“Within the potato agriculture business there are always many variables at play that result in a successful year,” Derrick said. “A lot of it is out of our control, so it is necessary to be flexible and be able to adjust, which keeps this lifestyle exciting and nerve racking at the same time.”

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Keeping boats afloat

Keeping boats afloat

Their stock may be getting low as boating weather comes to a close for the year, but Mermaid Marine(link is external) will be ready to supply North American boaters for the 2017 season.

Staff at the successful wholesale marine distributor in Charlottetown are busy packing orders to ship to 1,000 boat dealers across the continent. The company supplies everything from engine parts to lifejackets for commercial and pleasure boats.

Having technicians on staff to answer dealers’ questions also sets Mermaid Marine apart. 

“Customer service is our number 1 priority,” said General Manager Ron Savidant. “That’s how we have done so well.”

Owner Patrick Villeneuve oversees the staff of 25 at their 21,000-square-foot location in the Charlottetown Industrial Park. The company was founded by Villeneuve’s father Pierre in 1973 in Montreal, and is a perfect example of an Island enterprise that started out small and became big.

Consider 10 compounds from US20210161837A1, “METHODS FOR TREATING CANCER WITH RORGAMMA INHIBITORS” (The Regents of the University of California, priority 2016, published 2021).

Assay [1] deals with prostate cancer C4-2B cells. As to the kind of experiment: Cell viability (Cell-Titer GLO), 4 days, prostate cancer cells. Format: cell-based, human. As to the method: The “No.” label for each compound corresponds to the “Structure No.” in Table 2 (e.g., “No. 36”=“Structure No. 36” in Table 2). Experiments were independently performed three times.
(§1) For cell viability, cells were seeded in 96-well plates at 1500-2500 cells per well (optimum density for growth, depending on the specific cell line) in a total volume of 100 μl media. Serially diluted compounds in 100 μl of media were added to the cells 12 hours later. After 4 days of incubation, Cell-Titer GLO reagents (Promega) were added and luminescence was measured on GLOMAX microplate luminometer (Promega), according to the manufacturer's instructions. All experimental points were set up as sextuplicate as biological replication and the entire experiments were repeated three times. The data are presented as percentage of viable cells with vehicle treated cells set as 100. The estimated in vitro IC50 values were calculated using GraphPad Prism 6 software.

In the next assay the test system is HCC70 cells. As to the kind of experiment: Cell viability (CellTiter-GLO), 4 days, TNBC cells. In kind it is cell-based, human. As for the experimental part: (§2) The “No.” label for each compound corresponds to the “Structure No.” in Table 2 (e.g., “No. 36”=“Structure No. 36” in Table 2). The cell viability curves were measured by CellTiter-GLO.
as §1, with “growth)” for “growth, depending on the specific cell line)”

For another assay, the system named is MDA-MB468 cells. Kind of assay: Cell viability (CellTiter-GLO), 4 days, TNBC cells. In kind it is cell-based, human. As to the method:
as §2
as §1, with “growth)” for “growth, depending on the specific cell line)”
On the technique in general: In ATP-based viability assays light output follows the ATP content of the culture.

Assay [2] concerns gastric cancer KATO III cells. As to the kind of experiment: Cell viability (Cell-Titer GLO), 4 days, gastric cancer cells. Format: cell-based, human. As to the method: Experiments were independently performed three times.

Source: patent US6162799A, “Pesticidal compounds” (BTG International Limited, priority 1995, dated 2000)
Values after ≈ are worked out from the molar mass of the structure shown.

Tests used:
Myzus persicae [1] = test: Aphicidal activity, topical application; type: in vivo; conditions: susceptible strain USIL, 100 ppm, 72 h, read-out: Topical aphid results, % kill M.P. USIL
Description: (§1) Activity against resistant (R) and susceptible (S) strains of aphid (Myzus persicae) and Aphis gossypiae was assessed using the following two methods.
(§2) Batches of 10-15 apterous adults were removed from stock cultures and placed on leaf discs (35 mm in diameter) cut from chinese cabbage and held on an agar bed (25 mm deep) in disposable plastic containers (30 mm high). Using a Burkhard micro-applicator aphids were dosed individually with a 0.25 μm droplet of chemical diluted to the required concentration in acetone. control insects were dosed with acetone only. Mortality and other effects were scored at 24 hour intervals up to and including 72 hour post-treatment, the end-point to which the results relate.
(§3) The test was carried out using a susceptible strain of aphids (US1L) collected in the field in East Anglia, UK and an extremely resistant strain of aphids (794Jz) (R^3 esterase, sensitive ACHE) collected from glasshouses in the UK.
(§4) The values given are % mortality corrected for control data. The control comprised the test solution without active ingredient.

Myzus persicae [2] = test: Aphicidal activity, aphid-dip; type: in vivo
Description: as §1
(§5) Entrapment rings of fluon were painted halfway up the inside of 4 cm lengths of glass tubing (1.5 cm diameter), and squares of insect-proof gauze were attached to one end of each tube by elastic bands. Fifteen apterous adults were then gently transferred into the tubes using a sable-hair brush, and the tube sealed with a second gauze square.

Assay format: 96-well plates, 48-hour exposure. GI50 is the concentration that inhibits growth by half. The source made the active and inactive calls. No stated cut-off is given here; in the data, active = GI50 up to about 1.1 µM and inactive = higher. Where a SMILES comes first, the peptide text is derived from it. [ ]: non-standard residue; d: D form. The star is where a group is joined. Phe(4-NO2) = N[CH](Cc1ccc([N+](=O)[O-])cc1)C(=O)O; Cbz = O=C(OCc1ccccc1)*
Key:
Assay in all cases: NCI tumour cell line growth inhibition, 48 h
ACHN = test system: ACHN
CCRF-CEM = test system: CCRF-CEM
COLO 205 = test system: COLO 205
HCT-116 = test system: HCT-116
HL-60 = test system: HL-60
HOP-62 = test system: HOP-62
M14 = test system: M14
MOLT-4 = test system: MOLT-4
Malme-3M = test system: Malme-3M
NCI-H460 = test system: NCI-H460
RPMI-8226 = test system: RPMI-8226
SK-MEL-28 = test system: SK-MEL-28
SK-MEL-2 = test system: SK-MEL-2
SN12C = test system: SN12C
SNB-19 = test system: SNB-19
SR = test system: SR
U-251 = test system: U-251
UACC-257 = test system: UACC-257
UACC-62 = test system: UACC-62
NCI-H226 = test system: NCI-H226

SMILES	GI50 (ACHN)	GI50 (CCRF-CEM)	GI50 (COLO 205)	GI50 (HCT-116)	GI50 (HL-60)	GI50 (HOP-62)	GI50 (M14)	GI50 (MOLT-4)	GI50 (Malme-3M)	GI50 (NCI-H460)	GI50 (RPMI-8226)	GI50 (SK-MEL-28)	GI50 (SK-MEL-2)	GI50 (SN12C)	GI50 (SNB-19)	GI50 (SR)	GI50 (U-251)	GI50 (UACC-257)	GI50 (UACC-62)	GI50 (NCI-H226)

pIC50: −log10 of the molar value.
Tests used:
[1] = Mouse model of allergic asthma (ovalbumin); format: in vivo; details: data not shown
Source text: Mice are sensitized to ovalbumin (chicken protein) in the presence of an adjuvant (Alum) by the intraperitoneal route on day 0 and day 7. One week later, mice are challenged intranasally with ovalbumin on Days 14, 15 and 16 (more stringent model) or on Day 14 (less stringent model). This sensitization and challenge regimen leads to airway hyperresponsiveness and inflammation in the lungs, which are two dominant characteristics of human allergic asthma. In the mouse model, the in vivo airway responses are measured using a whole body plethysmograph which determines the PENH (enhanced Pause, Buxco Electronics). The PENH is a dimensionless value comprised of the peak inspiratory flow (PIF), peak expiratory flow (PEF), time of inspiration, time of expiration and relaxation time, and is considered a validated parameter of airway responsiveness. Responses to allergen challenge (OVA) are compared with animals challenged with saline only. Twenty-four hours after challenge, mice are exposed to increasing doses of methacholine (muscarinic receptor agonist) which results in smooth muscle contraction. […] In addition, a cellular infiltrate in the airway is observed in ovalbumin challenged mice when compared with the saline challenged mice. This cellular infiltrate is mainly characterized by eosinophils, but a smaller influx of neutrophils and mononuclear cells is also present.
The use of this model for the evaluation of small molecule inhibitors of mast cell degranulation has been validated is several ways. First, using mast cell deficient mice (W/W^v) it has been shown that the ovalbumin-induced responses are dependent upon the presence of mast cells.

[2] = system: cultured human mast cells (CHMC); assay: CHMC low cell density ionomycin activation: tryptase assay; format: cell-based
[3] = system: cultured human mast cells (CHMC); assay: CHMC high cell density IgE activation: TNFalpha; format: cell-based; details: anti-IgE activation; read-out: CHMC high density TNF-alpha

The elder Villeneuve often traveled across the Island en route to deliver diesel engines to his clients in the Magdalene Islands. He saw the need for marine products in Prince Edward Island, so in 1983 he packed up and moved to the Island to set up shop.

The company began with just five employees in 1983, and has grown. Now, Mermaid Marine is in the market for even more staff. They’ll need the additional help, since the company offers more than 18,000 items that can be ordered from its 700-page annual catalogue.

And business – just like the wind that any mariner will find this time of year in the Northumberland Strait – is brisk.